Controversies[edit]

Abraham Foxman, the national director of the Anti-Defamation League, who had been a longtime member of Pruzansky's congregation, left in protest against political statements Pruzansky had made about Israeli Prime Minister Rabin, including calling him the "Rabin Judenrat." Foxman complained that the rabbi ""spews hate and vitriol toward the elected leaders of Israel."[7]

Following the election of U.S. President Barack Obama, members of Pruzansky's community organized a petition to protest a blog post he wrote insulting the president. He wrote that the president won by "pandering to liberal women, Hispanics, blacks, unions, etc."[8]

In November 2014 Pruzansky likened The New York Jewish Week to Der Stürmer, a Nazi publication, following a story it published about him.[9]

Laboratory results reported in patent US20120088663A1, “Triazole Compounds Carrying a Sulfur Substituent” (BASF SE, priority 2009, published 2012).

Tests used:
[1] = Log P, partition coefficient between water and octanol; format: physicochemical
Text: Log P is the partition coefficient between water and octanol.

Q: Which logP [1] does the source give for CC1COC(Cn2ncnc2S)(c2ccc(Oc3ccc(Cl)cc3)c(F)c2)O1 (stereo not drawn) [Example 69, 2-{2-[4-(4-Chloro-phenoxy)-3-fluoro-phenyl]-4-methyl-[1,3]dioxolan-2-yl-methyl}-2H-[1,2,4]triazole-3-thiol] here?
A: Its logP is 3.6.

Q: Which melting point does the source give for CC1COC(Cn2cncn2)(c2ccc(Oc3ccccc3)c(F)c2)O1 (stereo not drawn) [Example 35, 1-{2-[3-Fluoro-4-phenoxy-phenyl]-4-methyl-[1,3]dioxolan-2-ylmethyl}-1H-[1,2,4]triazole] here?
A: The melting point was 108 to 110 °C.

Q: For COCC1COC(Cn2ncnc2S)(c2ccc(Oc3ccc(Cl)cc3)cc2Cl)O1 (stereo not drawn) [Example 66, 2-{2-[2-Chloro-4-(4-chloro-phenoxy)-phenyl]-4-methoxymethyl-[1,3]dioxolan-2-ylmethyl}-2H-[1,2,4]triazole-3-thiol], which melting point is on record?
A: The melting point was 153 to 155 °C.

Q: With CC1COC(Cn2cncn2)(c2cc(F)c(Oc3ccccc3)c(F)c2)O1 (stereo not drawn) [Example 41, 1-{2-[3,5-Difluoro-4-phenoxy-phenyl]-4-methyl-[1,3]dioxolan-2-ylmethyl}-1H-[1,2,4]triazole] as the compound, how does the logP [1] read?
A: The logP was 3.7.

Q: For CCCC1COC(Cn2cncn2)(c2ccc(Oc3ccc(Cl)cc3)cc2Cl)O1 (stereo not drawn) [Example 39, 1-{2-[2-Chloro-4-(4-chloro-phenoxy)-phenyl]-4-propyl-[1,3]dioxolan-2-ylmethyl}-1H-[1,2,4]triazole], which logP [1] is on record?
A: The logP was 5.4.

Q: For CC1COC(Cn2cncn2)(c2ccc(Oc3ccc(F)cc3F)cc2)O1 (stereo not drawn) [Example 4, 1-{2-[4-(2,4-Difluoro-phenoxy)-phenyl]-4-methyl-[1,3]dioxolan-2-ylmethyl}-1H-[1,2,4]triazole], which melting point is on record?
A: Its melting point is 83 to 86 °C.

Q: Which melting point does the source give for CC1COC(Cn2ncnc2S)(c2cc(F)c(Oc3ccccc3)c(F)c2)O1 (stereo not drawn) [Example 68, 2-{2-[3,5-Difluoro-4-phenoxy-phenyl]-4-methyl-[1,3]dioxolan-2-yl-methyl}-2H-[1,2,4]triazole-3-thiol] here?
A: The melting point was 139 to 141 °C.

Pruzansky also posted a blog that month entitled "Dealing with Savages," which many considered to be racist and anti-Arab. In it, he proposed using live ammunition on Arab stone-throwers and suggests that any village that is home to more than two terrorists should be razed and its inhabitants deported. Abe Foxman denounced the blog as "outright racism and bigotry," and lamented the congregation's support of Pruzansky. On November 25, 2014, the Orthodox Union issued a public statement distancing itself from Pruzansky's remarks, noting that it could not support a response to terror that includes wholesale demonization of Arabs, collective punishment of Arabs or destruction or dismantling of Muslim holy sites. The OU called on the community to reject the attitude promoted in Pruzansky's essay: "Such rhetoric is wrong and must be repudiated, whether it is voiced by lay leaders, community leaders or rabbis.” [10] Pruzansky's synagogue announced in a letter to the congregation that Pruzansky agreed to have his future blogs reviewed by editors and that the board would periodically review the process. The board has also acted to ensure security for the synagogue is tightened. Pruzansky wrote his own letter to the congregation expressing regret for having written in a way that "many have deemed harsh."[11]